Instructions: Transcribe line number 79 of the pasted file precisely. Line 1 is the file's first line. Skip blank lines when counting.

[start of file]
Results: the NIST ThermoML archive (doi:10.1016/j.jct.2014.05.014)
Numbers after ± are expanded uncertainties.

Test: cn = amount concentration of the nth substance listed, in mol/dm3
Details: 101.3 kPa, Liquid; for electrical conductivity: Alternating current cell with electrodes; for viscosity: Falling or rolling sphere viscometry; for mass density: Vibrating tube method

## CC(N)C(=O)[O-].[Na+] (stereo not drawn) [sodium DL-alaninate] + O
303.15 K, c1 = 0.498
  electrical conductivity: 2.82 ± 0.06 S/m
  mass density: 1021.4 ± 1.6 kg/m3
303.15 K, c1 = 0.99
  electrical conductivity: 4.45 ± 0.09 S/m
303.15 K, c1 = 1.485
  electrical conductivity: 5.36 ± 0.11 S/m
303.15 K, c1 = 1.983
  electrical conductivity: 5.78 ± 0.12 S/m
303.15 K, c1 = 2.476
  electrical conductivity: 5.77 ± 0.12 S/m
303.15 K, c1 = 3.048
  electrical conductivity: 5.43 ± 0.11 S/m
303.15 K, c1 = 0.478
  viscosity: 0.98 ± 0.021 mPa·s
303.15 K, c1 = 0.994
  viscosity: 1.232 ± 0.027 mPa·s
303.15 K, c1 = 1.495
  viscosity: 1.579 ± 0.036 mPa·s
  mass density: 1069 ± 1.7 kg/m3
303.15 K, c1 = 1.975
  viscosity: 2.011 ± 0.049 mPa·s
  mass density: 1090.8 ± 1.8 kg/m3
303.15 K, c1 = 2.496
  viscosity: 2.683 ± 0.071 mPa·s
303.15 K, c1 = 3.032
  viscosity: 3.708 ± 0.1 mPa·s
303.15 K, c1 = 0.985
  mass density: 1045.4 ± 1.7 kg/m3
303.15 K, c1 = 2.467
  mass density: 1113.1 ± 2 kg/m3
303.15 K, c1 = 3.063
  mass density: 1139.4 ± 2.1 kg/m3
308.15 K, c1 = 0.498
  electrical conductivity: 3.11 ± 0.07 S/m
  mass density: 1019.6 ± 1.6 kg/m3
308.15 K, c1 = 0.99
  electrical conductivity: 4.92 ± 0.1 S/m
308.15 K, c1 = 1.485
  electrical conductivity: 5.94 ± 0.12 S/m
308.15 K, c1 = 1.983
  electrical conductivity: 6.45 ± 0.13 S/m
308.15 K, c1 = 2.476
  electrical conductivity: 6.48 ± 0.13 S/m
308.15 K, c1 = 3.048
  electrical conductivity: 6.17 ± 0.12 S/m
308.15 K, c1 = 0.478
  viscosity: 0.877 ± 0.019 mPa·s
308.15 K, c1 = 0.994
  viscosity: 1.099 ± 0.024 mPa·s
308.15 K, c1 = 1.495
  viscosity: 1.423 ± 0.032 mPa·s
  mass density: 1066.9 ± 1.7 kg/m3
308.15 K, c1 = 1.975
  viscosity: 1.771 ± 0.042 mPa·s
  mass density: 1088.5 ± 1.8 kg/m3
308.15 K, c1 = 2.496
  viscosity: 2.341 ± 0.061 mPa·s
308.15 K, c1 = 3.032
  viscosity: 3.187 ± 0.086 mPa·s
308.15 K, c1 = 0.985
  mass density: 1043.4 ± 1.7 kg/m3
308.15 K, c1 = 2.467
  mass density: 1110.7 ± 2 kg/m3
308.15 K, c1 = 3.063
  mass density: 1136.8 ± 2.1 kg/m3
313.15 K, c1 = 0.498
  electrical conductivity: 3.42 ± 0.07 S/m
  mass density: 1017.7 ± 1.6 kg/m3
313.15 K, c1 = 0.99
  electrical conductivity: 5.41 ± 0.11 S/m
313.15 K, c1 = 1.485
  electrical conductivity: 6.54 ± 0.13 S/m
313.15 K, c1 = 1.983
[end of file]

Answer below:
313.15 K, c1 = 1.983